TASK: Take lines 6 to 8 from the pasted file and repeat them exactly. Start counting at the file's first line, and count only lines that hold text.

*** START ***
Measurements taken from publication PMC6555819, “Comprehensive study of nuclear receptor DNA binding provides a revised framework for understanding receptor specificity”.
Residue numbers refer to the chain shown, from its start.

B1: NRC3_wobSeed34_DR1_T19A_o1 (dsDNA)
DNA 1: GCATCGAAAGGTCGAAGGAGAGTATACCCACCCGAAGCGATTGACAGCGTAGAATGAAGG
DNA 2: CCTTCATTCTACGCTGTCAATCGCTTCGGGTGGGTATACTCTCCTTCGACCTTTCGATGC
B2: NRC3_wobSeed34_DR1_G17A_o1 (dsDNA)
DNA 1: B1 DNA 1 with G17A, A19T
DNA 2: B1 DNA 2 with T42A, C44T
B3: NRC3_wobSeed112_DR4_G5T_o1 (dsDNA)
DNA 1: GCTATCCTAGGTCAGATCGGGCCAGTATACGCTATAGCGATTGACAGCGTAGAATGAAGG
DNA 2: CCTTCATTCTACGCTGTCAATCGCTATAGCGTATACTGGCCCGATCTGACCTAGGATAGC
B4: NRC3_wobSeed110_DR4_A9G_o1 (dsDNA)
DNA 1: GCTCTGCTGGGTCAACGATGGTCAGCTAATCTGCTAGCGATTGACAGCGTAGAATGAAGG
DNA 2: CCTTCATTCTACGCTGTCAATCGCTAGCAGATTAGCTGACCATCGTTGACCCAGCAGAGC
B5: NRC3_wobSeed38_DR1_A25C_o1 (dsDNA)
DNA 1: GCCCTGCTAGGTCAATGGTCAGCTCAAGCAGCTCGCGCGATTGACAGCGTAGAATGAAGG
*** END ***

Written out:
B2: NRC3_wobSeed34_DR1_G17A_o1 (dsDNA)
DNA 1: B1 DNA 1 with G17A, A19T
DNA 2: B1 DNA 2 with T42A, C44T